June 21, 2019
Chicago Tribune/Pioneer Press' Alex Kukulka provides excellent coverage of old Maple School demolition and completion of the new Maple School next door!
Crews begin ‘bittersweet’ demolition of old Maple School building: Tear down shows structure ‘crumbling like a cookie’
“It’s a feeling of sadness. This school was a good ship for us,” said Principal Nathan Carter . “But it’s time.”
The new school building is nearly complete and built directly next to the old one. Once the old Maple School is torn down, the area will hold the new school’s athletic fields, a playground, parking lot and water detention, the principal said.
School district spokeswoman Beth Preis said it felt strange that the district worked hard over the years to “keep the building together” and now it is “crumbling like a cookie.”
atching the demolition, Board of Education Vice President Nancy Artz said it was “bittersweet” to see the old school come down because the district has spent about four years planning and preparing for this moment.
“It’s been a wonderful building for us for many years,” Artz said. “Certainly watching this makes it real.”
The district decided that building a new Maple School would be beneficial based on population growth and the amount of work that would’ve been required to expand and update the old building , Carter said.
In April 2017 , voters approved a $36.3 million bond issuance to construct the new school.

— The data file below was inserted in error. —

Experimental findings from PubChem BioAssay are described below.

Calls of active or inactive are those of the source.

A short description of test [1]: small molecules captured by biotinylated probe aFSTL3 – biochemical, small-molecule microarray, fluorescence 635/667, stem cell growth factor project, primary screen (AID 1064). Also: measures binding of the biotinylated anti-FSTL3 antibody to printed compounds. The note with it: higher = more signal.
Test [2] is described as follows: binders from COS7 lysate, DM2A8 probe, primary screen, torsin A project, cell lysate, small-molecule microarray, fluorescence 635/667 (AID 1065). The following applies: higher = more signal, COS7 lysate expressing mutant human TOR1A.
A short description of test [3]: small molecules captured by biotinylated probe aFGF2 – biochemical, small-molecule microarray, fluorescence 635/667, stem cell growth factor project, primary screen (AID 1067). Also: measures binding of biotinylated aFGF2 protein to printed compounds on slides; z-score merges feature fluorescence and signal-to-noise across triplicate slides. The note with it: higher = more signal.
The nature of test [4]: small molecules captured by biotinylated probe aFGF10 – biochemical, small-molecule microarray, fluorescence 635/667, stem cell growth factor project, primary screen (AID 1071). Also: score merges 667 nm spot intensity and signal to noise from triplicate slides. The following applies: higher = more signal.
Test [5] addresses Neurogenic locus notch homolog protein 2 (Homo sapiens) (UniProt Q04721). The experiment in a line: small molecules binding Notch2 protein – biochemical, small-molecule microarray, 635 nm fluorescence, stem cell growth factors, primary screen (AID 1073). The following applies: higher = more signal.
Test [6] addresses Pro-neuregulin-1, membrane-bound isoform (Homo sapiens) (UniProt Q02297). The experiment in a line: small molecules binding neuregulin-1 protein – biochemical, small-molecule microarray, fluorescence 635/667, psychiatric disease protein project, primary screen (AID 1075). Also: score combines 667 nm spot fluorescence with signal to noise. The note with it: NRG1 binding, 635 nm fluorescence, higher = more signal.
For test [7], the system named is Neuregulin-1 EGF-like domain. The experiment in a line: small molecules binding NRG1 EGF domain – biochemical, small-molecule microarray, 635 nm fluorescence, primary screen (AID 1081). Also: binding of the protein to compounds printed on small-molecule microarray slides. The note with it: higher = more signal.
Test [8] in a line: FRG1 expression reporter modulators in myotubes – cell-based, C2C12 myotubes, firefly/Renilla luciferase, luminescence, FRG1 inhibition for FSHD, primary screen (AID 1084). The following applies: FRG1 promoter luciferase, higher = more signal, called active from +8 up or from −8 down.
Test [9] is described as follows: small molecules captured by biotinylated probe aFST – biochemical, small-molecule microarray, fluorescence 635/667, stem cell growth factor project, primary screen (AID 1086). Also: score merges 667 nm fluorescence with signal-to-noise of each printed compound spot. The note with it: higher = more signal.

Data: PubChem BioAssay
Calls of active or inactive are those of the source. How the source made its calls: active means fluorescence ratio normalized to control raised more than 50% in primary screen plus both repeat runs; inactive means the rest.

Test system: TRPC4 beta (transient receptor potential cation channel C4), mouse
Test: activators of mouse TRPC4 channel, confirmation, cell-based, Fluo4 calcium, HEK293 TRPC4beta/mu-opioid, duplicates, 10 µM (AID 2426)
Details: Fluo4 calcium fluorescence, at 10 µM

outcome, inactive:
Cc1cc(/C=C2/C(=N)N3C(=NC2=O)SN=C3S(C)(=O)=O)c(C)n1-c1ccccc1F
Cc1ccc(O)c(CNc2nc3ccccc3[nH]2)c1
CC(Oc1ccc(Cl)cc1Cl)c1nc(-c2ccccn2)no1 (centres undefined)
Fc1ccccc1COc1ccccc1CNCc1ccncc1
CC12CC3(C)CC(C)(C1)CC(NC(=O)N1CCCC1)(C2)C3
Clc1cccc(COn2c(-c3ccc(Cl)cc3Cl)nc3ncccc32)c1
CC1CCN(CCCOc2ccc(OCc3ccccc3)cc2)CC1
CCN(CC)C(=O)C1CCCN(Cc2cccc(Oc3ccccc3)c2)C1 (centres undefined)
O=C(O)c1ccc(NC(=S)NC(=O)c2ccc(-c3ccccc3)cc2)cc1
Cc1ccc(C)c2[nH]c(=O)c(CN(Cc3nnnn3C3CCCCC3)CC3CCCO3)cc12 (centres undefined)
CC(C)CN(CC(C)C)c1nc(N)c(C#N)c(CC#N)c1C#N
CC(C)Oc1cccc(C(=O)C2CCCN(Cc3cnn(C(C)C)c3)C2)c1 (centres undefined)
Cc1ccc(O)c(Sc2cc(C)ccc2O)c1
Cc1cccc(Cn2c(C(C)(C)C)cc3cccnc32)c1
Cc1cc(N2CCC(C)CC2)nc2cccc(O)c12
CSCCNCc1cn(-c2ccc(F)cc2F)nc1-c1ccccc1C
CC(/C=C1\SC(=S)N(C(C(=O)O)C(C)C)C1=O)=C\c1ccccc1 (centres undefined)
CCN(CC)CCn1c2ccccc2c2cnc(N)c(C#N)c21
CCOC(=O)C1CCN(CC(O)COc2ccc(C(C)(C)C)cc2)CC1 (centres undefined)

The project started with input from students and staff to create a master facility plan, which was finalized by a steering committee and analyzed by a citizen’s task force, Superintendent Brian Wegley previously said.
The design of the new school was completed in December 2017 and construction crews started work in the spring of 2018 , Wegley previously explained.
The new school includes a three-story academic wing with sixth graders on the first floor , seventh graders on the second floor and eighth graders on the third floor , according to Wegley.
Music rooms and two gyms will be located on the opposite side of the academic wing so that more noisy spaces don’t impact the classrooms, the superintendent said. The new school will have more collaborative spaces, like “learning stairs” near the main entrance, which will include outlets to charge mobile devices, a projector screen and nearby white boards so that students can use the space for lessons.
There will also be a "cafetorium" in the new building that will fit 500 people , Wegley previously said. The space will be available to students for lunch, but it will also have a stage area that can be used for assemblies and performances.
by Dr. Brian Wegley/Jeanie Moran